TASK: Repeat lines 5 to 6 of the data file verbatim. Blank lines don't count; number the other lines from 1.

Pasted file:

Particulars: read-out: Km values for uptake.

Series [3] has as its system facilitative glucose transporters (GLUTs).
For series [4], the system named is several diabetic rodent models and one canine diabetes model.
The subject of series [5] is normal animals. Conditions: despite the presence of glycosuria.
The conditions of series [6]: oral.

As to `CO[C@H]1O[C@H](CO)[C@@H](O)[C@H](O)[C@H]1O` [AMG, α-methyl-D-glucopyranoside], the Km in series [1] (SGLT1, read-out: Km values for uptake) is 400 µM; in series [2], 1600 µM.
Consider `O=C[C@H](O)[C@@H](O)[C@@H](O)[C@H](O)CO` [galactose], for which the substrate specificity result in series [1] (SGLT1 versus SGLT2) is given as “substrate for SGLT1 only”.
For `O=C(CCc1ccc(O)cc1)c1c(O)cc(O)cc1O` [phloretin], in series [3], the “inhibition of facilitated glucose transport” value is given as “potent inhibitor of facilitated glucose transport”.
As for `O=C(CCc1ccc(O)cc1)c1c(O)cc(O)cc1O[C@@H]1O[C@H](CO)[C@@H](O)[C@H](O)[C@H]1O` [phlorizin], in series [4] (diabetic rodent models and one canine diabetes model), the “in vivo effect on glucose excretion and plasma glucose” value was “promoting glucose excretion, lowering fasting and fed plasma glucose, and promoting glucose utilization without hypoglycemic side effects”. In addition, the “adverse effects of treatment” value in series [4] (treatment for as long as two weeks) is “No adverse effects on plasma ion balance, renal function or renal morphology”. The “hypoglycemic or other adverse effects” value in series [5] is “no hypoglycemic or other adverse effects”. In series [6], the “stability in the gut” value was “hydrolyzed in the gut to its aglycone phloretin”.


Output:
The conditions of series [6]: oral.

As to `CO[C@H]1O[C@H](CO)[C@@H](O)[C@H](O)[C@H]1O` [AMG, α-methyl-D-glucopyranoside], the Km in series [1] (SGLT1, read-out: Km values for uptake) is 400 µM; in series [2], 1600 µM.